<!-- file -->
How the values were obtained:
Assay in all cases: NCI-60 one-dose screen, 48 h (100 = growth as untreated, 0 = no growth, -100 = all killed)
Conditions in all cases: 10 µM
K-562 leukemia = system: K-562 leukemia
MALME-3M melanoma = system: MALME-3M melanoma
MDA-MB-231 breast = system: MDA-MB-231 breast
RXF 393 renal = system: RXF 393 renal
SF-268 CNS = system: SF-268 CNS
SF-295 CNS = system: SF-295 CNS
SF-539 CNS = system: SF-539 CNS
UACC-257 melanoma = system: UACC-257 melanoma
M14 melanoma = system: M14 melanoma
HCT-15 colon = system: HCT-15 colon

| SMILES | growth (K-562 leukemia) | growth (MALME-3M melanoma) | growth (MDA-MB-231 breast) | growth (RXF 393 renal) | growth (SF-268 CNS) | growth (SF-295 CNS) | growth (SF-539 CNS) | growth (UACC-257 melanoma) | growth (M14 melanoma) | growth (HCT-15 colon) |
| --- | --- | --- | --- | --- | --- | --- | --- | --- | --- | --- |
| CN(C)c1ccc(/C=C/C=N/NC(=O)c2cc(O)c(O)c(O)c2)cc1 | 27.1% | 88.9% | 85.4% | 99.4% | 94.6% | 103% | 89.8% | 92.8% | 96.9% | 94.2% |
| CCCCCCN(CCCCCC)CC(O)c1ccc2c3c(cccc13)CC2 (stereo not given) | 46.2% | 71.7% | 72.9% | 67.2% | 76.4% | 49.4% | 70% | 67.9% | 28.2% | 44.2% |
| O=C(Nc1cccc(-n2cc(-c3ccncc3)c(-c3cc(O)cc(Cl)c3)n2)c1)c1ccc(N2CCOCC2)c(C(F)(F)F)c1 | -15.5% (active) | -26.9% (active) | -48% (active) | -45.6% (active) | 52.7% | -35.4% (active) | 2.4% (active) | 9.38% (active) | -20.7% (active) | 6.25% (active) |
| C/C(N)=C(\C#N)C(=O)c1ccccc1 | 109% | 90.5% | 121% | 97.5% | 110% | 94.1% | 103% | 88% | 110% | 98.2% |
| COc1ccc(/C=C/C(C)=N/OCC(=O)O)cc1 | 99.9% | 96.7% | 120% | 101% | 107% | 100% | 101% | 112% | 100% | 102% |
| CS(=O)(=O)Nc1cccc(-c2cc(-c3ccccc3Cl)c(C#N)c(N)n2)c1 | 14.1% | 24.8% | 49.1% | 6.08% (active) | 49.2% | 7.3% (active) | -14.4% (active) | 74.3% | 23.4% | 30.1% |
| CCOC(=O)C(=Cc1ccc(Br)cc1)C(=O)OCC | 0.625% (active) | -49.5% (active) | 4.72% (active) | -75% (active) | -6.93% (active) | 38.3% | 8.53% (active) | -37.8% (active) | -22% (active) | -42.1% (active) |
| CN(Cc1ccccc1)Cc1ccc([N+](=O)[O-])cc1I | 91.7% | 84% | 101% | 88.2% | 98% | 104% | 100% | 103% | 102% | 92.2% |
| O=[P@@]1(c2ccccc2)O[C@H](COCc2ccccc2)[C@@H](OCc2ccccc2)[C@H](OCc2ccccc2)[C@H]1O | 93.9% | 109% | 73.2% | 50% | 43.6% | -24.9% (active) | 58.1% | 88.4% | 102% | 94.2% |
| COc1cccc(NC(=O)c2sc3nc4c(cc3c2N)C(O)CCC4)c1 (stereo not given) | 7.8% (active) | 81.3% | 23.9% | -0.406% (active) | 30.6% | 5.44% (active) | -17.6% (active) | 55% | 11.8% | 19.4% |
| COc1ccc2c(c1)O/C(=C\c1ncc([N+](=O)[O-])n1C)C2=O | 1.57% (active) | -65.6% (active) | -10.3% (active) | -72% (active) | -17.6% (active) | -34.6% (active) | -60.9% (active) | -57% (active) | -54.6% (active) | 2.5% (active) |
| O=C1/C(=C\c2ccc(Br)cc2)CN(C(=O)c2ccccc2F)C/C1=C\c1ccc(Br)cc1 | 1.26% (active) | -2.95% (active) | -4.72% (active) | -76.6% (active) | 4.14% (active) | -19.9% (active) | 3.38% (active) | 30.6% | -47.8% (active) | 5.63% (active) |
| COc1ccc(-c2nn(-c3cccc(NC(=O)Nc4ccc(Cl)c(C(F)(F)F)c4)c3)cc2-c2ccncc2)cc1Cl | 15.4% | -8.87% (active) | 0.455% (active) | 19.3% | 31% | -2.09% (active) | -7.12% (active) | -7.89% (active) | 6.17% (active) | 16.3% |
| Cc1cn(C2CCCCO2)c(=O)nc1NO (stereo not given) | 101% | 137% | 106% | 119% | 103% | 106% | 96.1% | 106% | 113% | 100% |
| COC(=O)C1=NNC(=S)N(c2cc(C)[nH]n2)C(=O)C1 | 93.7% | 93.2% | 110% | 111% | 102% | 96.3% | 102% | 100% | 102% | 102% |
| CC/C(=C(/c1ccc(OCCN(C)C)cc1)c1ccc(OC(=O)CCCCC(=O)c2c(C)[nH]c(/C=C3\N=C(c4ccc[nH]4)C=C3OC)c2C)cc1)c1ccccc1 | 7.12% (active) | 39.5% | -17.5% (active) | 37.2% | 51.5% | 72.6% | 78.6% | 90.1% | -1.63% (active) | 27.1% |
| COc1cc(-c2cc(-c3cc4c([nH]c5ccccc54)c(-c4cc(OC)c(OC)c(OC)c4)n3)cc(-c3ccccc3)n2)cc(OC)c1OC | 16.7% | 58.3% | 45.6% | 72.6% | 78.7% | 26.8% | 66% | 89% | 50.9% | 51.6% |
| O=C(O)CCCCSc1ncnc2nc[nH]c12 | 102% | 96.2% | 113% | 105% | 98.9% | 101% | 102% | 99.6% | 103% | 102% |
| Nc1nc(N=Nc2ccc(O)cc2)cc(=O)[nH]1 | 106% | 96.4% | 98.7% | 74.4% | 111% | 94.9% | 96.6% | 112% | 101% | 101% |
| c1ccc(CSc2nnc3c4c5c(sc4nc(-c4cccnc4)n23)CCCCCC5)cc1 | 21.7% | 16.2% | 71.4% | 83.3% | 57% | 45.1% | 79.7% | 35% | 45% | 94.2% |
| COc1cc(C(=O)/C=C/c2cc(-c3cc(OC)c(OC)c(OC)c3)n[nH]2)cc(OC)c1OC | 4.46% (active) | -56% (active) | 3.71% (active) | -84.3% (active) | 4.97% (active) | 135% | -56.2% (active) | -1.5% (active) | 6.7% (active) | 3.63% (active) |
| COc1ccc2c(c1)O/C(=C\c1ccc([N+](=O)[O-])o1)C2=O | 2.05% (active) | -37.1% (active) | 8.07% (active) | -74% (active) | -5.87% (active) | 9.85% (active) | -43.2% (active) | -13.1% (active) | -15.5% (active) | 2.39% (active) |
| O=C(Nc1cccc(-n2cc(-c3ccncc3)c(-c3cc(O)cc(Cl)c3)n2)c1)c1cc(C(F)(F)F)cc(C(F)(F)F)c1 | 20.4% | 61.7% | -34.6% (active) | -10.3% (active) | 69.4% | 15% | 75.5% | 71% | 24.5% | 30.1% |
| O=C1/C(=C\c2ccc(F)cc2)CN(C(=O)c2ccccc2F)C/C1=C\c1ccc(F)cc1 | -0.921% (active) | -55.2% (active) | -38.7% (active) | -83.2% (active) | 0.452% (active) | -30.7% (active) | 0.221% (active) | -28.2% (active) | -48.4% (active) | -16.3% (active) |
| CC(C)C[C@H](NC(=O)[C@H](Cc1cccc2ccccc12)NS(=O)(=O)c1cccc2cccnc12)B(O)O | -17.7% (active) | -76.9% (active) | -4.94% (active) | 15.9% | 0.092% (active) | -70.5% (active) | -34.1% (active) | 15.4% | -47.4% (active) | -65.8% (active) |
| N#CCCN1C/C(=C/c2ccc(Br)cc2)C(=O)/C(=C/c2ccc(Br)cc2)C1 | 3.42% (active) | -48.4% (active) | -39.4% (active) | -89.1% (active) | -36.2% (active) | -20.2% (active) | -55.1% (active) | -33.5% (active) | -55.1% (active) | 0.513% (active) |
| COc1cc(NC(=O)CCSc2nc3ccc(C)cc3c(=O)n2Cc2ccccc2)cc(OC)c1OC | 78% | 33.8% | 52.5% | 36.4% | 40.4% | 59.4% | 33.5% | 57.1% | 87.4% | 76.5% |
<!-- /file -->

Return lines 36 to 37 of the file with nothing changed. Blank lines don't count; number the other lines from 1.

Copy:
| COc1cc(C(=O)/C=C/c2cc(-c3cc(OC)c(OC)c(OC)c3)n[nH]2)cc(OC)c1OC | 4.46% (active) | -56% (active) | 3.71% (active) | -84.3% (active) | 4.97% (active) | 135% | -56.2% (active) | -1.5% (active) | 6.7% (active) | 3.63% (active) |
| COc1ccc2c(c1)O/C(=C\c1ccc([N+](=O)[O-])o1)C2=O | 2.05% (active) | -37.1% (active) | 8.07% (active) | -74% (active) | -5.87% (active) | 9.85% (active) | -43.2% (active) | -13.1% (active) | -15.5% (active) | 2.39% (active) |